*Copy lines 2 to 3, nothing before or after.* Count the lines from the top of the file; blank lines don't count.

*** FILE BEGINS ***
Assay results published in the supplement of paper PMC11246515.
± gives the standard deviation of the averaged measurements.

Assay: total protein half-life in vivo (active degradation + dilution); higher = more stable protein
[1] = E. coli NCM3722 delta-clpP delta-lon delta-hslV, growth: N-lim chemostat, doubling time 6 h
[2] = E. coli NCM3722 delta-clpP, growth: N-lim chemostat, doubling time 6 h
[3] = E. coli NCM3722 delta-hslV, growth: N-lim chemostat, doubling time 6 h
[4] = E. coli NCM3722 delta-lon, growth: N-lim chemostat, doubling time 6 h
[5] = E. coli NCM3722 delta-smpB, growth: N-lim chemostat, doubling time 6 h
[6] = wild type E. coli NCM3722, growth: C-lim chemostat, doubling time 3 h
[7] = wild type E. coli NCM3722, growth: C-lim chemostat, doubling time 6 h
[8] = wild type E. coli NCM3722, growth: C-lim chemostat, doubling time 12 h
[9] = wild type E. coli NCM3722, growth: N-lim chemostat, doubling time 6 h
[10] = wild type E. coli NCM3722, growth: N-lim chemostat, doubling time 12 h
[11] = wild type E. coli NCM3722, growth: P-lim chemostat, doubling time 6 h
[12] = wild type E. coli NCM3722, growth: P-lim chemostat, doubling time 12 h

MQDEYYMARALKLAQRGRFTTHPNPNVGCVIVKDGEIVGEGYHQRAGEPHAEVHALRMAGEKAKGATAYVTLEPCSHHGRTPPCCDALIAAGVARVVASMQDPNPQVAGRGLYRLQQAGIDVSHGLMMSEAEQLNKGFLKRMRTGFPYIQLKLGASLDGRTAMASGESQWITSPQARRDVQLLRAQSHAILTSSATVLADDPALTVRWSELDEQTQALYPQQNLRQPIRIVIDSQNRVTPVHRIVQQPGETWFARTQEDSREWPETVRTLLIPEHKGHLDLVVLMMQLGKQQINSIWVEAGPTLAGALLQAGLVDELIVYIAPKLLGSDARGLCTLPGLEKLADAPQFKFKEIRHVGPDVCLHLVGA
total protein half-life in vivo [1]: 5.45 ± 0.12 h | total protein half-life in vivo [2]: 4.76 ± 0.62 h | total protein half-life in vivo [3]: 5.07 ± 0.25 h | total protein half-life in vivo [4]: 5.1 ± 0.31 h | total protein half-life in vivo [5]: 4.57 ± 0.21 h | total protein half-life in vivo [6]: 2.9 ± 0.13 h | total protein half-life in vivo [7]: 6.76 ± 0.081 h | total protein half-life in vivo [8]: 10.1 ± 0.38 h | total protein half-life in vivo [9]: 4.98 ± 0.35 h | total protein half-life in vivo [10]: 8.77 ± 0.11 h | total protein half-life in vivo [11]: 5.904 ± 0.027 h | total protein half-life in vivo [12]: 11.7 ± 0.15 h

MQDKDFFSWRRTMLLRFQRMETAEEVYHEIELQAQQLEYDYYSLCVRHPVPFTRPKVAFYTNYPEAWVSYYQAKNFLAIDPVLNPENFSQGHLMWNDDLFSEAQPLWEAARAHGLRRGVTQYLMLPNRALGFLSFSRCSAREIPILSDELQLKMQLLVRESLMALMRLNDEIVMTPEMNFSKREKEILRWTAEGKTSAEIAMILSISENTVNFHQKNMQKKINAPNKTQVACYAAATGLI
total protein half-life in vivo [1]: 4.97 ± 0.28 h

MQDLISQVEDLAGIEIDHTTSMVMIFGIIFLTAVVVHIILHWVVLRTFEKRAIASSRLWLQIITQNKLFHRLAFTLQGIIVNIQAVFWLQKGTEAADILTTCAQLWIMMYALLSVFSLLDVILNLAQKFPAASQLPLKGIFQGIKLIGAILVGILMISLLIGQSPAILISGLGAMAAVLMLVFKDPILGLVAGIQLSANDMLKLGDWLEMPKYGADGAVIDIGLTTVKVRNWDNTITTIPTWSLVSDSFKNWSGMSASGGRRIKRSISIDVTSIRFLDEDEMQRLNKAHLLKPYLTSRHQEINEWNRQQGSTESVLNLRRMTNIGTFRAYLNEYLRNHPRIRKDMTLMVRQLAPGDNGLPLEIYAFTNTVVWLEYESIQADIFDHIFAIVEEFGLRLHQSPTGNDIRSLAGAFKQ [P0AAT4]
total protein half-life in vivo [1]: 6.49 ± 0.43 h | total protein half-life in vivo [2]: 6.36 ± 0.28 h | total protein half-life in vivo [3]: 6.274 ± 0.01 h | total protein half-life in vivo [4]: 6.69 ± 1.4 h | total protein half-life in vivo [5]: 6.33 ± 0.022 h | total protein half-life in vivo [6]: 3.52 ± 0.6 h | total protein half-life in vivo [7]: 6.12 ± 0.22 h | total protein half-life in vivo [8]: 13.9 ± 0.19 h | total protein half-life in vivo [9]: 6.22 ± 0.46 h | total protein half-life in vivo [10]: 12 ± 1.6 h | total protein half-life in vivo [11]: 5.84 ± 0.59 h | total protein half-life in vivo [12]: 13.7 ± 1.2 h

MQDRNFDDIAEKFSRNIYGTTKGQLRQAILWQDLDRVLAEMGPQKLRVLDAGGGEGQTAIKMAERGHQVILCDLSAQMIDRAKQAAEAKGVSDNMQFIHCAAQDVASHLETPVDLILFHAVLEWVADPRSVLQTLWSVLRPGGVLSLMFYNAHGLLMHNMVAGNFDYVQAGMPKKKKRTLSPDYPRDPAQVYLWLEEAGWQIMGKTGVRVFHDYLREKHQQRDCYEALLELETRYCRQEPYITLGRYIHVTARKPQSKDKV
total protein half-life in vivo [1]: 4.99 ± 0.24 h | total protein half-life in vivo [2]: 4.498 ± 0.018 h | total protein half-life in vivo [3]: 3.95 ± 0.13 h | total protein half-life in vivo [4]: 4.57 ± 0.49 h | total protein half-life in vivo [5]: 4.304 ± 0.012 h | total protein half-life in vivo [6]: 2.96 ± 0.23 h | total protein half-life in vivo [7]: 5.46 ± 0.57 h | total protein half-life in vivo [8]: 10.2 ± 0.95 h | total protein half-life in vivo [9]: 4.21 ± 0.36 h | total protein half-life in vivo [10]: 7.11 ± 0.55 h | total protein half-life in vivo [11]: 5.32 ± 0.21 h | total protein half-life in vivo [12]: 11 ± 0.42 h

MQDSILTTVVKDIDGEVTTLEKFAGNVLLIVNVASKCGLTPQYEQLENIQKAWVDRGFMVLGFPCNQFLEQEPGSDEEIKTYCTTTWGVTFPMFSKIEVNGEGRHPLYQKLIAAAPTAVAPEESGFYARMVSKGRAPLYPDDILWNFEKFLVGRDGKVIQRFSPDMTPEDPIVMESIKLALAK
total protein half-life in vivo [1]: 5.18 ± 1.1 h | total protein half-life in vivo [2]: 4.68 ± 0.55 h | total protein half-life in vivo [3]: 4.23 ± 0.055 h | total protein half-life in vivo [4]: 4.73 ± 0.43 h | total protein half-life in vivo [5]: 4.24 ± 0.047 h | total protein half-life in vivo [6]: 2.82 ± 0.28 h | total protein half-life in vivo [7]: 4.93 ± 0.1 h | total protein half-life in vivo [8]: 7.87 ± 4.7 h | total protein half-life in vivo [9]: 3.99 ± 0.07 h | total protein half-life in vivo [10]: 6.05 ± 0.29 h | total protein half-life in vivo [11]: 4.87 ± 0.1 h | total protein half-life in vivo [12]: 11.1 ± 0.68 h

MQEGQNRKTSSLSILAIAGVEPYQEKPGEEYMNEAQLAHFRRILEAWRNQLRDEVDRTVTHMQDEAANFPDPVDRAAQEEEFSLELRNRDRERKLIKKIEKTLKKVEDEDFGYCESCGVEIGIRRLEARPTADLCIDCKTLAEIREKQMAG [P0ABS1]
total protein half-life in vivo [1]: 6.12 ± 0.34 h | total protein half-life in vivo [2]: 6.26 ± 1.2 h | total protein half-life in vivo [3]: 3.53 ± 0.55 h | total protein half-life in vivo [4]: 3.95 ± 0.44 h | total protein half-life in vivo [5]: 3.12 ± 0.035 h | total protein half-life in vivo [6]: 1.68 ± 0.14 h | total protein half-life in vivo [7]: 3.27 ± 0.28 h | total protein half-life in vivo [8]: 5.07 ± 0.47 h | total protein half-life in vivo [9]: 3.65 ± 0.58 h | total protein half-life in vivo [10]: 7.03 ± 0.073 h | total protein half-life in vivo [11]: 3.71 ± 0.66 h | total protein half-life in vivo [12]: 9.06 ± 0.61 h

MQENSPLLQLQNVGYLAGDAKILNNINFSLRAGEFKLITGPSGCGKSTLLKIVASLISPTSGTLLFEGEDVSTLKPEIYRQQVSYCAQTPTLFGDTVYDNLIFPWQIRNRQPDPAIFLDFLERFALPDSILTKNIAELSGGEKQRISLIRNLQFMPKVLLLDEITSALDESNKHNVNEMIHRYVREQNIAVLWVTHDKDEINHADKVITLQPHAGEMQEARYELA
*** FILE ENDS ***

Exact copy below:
± gives the standard deviation of the averaged measurements.

Assay: total protein half-life in vivo (active degradation + dilution); higher = more stable protein